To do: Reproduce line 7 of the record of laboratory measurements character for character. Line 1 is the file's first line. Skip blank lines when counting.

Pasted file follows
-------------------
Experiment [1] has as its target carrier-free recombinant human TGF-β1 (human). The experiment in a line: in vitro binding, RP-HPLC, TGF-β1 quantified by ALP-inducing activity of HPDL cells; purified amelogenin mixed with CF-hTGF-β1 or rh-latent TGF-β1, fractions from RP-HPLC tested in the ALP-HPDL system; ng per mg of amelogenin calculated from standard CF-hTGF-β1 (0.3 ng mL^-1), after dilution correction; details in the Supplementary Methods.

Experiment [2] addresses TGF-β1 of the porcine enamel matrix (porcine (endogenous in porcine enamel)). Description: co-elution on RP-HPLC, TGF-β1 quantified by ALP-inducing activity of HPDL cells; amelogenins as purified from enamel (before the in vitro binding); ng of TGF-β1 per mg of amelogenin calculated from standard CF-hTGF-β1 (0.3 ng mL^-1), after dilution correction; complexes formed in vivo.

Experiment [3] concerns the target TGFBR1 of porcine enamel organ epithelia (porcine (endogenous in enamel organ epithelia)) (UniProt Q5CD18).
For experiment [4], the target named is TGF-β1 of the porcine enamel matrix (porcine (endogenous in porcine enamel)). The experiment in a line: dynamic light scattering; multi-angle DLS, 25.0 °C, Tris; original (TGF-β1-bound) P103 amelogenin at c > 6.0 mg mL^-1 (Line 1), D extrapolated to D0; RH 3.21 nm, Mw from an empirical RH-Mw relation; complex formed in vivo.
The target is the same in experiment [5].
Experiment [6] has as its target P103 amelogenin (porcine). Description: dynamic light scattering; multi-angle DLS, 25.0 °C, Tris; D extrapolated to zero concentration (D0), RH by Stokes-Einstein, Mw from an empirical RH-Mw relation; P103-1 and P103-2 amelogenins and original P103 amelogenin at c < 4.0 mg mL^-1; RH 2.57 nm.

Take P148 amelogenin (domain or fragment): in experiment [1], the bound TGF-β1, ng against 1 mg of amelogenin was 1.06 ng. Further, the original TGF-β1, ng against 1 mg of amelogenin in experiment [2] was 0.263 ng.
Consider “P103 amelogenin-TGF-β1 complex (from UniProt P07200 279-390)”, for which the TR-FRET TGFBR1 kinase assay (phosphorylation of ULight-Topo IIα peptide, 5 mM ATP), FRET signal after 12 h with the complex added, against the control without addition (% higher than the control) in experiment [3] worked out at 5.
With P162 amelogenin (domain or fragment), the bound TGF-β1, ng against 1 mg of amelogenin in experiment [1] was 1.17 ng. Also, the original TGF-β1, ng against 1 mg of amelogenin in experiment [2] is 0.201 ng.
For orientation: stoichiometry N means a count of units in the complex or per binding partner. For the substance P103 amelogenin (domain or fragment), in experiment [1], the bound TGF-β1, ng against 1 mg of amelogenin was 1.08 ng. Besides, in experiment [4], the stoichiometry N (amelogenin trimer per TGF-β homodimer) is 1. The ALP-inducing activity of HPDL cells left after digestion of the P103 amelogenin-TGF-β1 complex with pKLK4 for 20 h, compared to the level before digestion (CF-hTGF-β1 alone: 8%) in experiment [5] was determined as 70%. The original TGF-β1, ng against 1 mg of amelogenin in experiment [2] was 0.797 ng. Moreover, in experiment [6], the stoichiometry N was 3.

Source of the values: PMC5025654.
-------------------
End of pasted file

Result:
Take P148 amelogenin (domain or fragment): in experiment [1], the bound TGF-β1, ng against 1 mg of amelogenin was 1.06 ng. Further, the original TGF-β1, ng against 1 mg of amelogenin in experiment [2] was 0.263 ng.